The headline was Wall Street's version of "Man bites dog."
Richard Handler, one of the top executives on Wall Street and head of investment bank Jefferies, earlier this week turned down a $2.2 million bonus. The move was voluntary. Handler qualified for the bonus but told his board no thanks.
Handler's move follows a similar decision by another CEO, long-time timber executive Richard Holley, who gave back a $2 million bonus. Humility is rare in the corner office, especially on Wall Street. So Handler's move seemed worthy of praise. Perhaps, it seemed, even CEOs were starting to get that their pay has gotten out of whack.
But before we go and hail Handler as a hero in the CEO pay wars, consider this: He probably shouldn't have qualified for the bonus that he turned down in the first place.
Jefferies had a terrible 2014. Revenue plunged. And a risky bet on the debt of Fannie Mae and Freddie Mac contributed to a $45 million trading loss for the firm. In all, profits at Jefferies fell by 25%. The firm had to admit that a commodities trading business that Handler acquired less than three years ago isn't working out and may have to be sold.
On top of that, Jefferies' reputation on Wall Street took a major hit in 2014, as allegations surfaced that there was widespread drug use at the firm. Handler responded by taking a drug test and forcing others at his firm to do so. He declared himself and others at the bank clean. But the bizarre publicity move seemed to add some validity to the claim, and certainly added to the snickering about the firm. Shares of Leucadia, which owns Jefferies, and of which Handler is also the CEO, dropped 21% in 2014.
But here's the thing, and the real problem with CEO pay: All that can happen, in one year, to the same firm, and its CEO can still qualify for a $2.2 million bonus. In its financial filings, Leucadia sets out the performance measures that Handler and the company's other executives have to meet to get a bonus. According to its latest proxy filing, Jefferies has to earn at least $386 million a year in pre-tax profits for Handler and the others to earn at least a portion of their $12 million potential bonus. Fair enough.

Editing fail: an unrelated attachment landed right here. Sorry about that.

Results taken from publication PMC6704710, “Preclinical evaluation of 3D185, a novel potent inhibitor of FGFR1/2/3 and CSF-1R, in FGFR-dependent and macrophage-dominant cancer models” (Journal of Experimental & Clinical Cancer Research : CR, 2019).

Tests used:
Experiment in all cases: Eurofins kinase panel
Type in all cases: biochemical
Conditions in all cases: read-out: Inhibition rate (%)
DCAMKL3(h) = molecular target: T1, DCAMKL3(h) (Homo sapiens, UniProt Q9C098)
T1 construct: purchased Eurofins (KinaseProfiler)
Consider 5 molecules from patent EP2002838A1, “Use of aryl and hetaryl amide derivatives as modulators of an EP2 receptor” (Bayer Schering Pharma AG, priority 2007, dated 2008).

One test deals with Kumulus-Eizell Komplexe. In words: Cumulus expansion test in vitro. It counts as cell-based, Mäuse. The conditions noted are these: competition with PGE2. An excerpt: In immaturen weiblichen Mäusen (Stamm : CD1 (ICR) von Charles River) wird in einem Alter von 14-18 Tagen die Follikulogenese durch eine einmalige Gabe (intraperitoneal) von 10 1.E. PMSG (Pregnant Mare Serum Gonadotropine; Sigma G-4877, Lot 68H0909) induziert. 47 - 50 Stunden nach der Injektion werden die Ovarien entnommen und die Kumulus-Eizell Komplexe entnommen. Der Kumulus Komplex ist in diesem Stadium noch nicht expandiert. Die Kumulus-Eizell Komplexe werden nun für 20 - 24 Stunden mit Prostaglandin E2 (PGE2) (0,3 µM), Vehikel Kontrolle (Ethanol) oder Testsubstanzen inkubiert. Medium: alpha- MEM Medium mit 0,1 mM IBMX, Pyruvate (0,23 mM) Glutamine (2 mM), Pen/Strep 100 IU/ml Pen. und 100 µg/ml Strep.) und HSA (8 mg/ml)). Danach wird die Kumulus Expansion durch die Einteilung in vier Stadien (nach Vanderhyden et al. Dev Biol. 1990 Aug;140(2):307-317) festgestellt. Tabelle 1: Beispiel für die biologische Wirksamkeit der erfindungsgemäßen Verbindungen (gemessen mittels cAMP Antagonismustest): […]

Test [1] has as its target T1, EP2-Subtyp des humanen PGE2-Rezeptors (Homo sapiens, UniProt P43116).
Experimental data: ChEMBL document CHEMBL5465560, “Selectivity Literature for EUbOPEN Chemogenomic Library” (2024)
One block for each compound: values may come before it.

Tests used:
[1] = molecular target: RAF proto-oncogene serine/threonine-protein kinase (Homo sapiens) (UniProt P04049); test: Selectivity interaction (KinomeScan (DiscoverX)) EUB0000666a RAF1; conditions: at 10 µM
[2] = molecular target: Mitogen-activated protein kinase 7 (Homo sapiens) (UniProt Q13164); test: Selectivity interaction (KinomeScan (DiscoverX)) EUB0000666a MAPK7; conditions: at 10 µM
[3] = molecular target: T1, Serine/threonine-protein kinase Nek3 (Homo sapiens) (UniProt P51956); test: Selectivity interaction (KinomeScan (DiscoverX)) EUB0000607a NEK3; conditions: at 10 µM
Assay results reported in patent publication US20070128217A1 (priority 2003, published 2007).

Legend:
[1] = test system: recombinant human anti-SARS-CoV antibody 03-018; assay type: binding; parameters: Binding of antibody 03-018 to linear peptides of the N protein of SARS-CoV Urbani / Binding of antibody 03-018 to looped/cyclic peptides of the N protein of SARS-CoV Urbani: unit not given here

But here's the rub: When the company set that goal in late 2012, Jefferies was already on track to earn nearly $492 million that year. So as long as Jefferies' profits didn't plunge by more than $106 million by the end of 2014, Handler was entitled to a portion of his "performance" bonus.
Handler didn't end up clearing that bar. Jefferies' 2014 pre-tax profits came in at $316 million, or $70 million less that what the company had to earn for Handler to get a bonus. And yet Handler still ended up qualifying for a $2.2 million payout.
How? Leucadia's proxy filing says that even if the company's profits plunge by more than $106 million, the board can still give Handler a discretionary bonus, which is "not tied to to any financial metric, formula or result," including the company's stock price. That gives the board the ability to give Handler $2.2 million based on nothing, and then he can hand it back and look like a great guy.
Even among Wall Street's overpaid executives, Handler has been one of the most generously compensated. In 2012, for instance, Handler raked in $45 million, about double the pay of Goldman Sachs CEO Lloyd Blankfein and four times what JPMorgan's Jamie Dimon got that year. That must have made it quite painless for Handler to hand back $2.2 million in a year when he clearly didn't deserve it. Just another sign of how well CEO pay works.